The Los Angeles Dodgers asked a judge to approve a settlement with Major League Baseball that includes a secret provision binding MLB to specific rules for approving a new television-rights contract.
The settlement requires team owner Frank McCourt to sell the bankrupt franchise and gives the Dodgers freedom to seek bids for a new TV-rights deal over opposition from the current contract holder, Fox Sports, according to a filing yesterday in U.S. Bankruptcy Court in Wilmington, Delaware.
“MLB has agreed how MLB rules, regulations and practices will be applied to certain media rights transactions,” the Dodgers said in the filing.
A confidential section of the settlement spells out how MLB will decide whether to approve a new TV contract, the team said in court papers.
Today, the Dodgers and Fox Sports Net West 2 LLC will be in court to fight over a proposal to solicit bids for those future television rights. Fox Sports, a unit of New York-based News Corp., can broadcast games through the 2013 season and has an exclusive right to negotiate a new contract until December, 2012, according to court records.
Fox opposes any early effort to garner bids for TV rights, claiming McCourt is wrongly trying use bankruptcy to break the team’s contract with Fox’s Prime Ticket unit.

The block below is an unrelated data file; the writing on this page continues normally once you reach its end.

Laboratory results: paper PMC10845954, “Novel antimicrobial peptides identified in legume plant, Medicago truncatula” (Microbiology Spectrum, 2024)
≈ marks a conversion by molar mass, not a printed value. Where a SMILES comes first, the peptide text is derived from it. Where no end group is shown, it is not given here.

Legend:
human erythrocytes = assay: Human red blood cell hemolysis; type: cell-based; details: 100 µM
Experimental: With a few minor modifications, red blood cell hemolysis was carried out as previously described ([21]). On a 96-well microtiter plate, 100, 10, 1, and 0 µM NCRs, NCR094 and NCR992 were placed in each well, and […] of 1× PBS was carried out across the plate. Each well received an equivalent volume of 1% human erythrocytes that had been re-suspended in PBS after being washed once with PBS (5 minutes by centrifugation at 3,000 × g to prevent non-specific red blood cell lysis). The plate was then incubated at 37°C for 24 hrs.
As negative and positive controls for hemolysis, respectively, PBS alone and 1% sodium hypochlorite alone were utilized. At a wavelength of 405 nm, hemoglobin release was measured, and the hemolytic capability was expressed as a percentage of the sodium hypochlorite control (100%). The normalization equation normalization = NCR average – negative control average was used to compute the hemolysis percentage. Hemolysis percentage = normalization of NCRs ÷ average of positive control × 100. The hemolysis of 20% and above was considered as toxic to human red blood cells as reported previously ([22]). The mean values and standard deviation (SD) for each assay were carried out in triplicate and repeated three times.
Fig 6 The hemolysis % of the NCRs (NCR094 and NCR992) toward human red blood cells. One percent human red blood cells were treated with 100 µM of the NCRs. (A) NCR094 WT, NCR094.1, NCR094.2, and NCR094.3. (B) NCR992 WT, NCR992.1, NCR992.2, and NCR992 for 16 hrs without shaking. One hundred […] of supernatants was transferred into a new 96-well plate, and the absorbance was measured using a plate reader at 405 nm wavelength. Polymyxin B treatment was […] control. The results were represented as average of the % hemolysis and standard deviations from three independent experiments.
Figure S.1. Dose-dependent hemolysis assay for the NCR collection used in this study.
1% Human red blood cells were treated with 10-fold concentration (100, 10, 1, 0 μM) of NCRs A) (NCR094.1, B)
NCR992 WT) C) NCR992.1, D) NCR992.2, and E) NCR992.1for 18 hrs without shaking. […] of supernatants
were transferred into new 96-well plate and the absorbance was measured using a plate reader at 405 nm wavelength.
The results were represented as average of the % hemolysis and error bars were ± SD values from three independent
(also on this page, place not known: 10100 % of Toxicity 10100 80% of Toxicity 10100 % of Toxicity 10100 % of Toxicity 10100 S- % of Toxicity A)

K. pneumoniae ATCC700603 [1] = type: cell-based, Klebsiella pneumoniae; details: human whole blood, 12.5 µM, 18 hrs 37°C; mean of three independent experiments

The Dodgers want to accelerate the bidding process by giving Fox 45 days to extend its contract. Should those negotiations fail, the team would seek other offers, according to court documents.
Under the Dodgers’ deal with MLB, no sale of the TV rights can go forward without approval from MLB, U.S. Bankruptcy Judge Kevin Gross and whoever wins the bidding for the team.
The sale of the team won’t include the surrounding land and parking lots, which are also owned by McCourt, according to yesterday’s filing.
The Dodgers and Major League Baseball want to have initial bids for the team submitted before Jan. 13 and complete an auction for the team no later than April 1. The sale should be finished April 30, according to the filing.
“The agreement is a ‘win-win’ not only for the debtors and MLB but for all parties in interest in these bankruptcy cases,” the team said in the filing.
The Dodgers may sell for a record $1 billion, sports bankers including Gordon Saint-Denis, president of Katonah, New York-based Major League Sports Consulting LLC, said after the team entered bankruptcy on June 27. Forbes magazine values the Dodgers at $800 million, the third-highest in baseball after the New York Yankees and Boston Red Sox.
MLB Commissioner Bud Selig said in June that a 17-year TV-rights deal between the Dodgers and Fox Sports, which McCourt valued at about $3 billion, would harm the franchise in the long term and rejected the proposal. The Dodgers filed for bankruptcy a week later, listing assets of $370.6 million and debt of $643.9 million as of June 30.
The case is In re Los Angeles Dodgers LLC, 11-12010, U.S. Bankruptcy Court, District of Delaware (Wilmington).
-- Editors: Fred Strasser, Andrew Dunn